Partnership for International Research and Education (PIRE)

Land-Use, Ecosystem Services and the Fate of Marginal Lands in a Globalized World
Sponsor: Nat. Science Foundation (NSF)
Contact: Chris Neill, PhD 
Supports: Predoctoral students in Ecology & Environmental Biology

This exciting new cross-cutting program involving researchers at Brown University, Columbia University, the Marine Biology Lab at Woods Hole, Moi University (Kenya) and Sokoine University (Tanzania) will examine how agricultural interventions designed to increase crop yields in African Millennium Villages influence land-use patterns and the degradation or enhancement of soils, biodiversity and other ecosystem services and human wellbeing at both local and regional scales. The program seeks PhD students who will pursue research in Africa in the fields of remote sensing, ecology, sociology or economics and who desire training that cuts across traditional disciplinary boundaries and who want to apply their work to pressing problems of human welfare and the environment.

Neuro & Brain Science

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Training Program in Systems and Behavioral Neuroscience

Sponsor: Nat. Inst. for Mental Health (NIMH), Nat. Inst. of Health (NIH)
Contact: Barry W. Connors, PhD
Supports: Postdocs in Neuroscience

This program supports early stage postdoctoral researchers pursuing careers in the brain sciences with special emphasis on the disorders of the nervous system that are relevant to the NIMH mission. The program's strengths stem from modern, multidisciplinary approaches for the study of neural processes underlying behavior, including attention, perception, and communication; synaptic plasticity, learning and memory; development and modulation; and motor actions. Trainees learn to critically evaluate the scientific literature, identify fruitful lines of inquiry, design incisive, interpretable experiments, and apply cutting-edge methods. State-of-the-art techniques are covered, including functional MRI, neuroprosthetics, manipulations of neuronal genes, various recording and imaging methods, and functional proteomics.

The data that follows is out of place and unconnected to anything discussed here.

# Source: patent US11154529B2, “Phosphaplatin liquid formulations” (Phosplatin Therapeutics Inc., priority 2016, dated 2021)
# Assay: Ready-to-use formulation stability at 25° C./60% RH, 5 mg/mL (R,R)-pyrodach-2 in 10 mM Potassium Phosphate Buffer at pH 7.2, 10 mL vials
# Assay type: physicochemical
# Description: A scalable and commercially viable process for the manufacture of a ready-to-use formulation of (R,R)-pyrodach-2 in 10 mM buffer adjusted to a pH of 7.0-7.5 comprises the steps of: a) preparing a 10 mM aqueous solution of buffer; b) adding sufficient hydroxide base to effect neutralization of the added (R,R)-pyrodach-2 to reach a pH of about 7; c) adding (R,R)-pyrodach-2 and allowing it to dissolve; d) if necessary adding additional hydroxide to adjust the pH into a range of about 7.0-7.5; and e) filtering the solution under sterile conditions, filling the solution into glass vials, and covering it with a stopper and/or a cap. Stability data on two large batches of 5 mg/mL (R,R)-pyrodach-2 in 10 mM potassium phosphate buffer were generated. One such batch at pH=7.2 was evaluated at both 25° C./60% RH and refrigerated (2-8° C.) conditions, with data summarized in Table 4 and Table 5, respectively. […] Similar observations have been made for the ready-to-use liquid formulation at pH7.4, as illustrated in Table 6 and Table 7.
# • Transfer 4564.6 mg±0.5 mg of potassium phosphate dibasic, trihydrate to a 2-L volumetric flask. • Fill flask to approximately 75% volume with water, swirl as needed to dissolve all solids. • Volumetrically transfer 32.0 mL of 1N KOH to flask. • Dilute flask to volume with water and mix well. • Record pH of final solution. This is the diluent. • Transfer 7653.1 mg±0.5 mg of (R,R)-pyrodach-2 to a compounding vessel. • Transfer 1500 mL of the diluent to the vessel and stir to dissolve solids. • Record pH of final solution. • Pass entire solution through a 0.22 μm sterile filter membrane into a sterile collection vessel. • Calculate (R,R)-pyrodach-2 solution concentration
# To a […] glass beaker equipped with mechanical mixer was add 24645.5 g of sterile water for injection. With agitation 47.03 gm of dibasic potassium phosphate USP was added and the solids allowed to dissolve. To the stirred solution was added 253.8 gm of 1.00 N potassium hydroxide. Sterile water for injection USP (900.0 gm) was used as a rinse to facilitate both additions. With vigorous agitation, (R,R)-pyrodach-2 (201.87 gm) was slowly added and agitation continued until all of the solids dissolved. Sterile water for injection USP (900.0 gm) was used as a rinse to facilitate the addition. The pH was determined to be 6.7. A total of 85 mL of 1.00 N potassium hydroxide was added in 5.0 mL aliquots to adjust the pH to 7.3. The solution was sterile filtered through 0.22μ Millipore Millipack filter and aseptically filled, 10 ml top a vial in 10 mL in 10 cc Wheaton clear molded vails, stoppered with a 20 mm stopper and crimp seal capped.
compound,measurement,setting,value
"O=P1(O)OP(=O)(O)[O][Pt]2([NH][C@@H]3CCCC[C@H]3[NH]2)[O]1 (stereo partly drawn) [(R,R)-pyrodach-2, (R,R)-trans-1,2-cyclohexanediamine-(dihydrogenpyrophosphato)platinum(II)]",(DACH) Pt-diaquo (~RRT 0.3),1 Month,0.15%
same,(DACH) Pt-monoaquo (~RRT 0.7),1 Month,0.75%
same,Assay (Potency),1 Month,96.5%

Interdisciplinary Vision Training Program

Sponsor: Natl. Eye Institute (NEI), Natl. Inst. of Health (NIH)
Contact: Michael Paradiso, PhD 
Supports: Predoctoral students with a vision research focus

The Center for Vision Research in the Brown Institute for Brain Science (BIBS) offers support for graduate training that cuts across the computational and brain sciences and involves research, coursework, and the development of career skills. The program provides broad, multi-disciplinary training at all levels with a strong foundation in core concepts, methodologies, and advanced comprehension of the scientific literature, as well as integrating skills essential for successful, independent research careers in vision research. Courses range from the molecular biology and physiology of the visual system to visual perception and cognition to neural modeling and implementation of artificial visual systems. Trainees will participate in new initiatives to ensure exposure to clinical and disease concepts; these experiences will help students identify the scientific problems that are most relevant to improving human health.

Training Programs in the Neuroscience Graduate Program

Graduate study in Neuroscience is partly supported by two prestigious training grants, in addition to the Vision Training Program (listed above). The programs emphasize outstanding research experiences with faculty from 10 different departments, comprehensive curriculum covering genes, cells, systems, and cognitive neuroscience, and critical thinking and reasoning. Students explore mechanism underlying development, synaptic transmission and plasticity, neural networks, vision, movement, machine-brain interfaces, and several diseases of the nervous system using state of the art methods. Students are encouraged to work at the interfaces of these disciplines and are members of the Brown Institute for Brain Science. Students participate in a number of journal clubs, seminars, and special clinical seminars focused on disease. Additional training is provided in skills necessary to become a competitive researcher including effective science writing and presentation, knowledge of scientific review processes, and training in ethics. The Neuroscience Graduate Program encourages applications from all students including under-represented, disadvantaged, and disabled individuals.